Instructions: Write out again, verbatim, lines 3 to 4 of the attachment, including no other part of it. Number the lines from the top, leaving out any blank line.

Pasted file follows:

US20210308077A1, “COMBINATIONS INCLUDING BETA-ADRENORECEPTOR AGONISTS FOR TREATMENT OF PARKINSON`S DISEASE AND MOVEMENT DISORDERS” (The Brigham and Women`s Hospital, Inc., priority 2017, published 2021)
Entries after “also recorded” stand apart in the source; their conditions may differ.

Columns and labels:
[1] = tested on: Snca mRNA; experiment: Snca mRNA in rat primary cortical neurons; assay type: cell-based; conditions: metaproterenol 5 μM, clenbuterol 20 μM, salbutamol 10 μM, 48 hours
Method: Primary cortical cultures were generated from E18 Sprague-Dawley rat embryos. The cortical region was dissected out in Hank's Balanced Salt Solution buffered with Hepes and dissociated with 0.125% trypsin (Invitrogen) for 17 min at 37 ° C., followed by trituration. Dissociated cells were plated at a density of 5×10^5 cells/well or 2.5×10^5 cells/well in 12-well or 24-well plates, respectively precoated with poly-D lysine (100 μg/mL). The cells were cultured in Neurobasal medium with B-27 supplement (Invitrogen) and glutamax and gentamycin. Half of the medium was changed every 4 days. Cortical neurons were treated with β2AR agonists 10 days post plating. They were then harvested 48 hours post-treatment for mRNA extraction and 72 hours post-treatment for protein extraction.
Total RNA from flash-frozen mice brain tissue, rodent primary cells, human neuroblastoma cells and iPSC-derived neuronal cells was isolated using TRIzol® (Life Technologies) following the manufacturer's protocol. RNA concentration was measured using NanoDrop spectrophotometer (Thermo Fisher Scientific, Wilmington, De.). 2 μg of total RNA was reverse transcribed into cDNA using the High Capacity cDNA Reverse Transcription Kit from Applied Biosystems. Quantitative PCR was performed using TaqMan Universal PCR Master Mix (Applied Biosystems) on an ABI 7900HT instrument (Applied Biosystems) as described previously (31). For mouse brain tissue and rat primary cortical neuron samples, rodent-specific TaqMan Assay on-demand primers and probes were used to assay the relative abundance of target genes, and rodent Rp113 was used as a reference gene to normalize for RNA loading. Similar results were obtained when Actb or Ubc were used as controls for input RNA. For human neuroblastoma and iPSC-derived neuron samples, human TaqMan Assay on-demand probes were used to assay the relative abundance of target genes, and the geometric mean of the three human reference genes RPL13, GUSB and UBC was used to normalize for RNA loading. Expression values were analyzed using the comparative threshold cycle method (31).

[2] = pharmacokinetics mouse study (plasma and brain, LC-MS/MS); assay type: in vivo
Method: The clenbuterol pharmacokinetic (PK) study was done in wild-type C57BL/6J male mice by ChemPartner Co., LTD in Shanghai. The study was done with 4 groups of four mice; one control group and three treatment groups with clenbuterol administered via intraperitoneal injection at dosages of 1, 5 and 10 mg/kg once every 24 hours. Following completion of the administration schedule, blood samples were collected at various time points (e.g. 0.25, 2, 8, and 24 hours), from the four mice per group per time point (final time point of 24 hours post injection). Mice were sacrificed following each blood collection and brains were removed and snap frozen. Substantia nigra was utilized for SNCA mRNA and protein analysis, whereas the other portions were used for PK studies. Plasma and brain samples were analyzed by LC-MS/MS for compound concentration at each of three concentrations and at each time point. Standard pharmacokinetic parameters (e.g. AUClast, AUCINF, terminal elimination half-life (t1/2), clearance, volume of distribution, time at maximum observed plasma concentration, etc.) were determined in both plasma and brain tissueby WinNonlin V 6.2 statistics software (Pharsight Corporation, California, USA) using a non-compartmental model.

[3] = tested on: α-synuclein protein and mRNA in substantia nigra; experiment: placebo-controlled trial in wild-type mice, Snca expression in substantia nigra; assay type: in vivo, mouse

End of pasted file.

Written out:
Columns and labels:
[1] = tested on: Snca mRNA; experiment: Snca mRNA in rat primary cortical neurons; assay type: cell-based; conditions: metaproterenol 5 μM, clenbuterol 20 μM, salbutamol 10 μM, 48 hours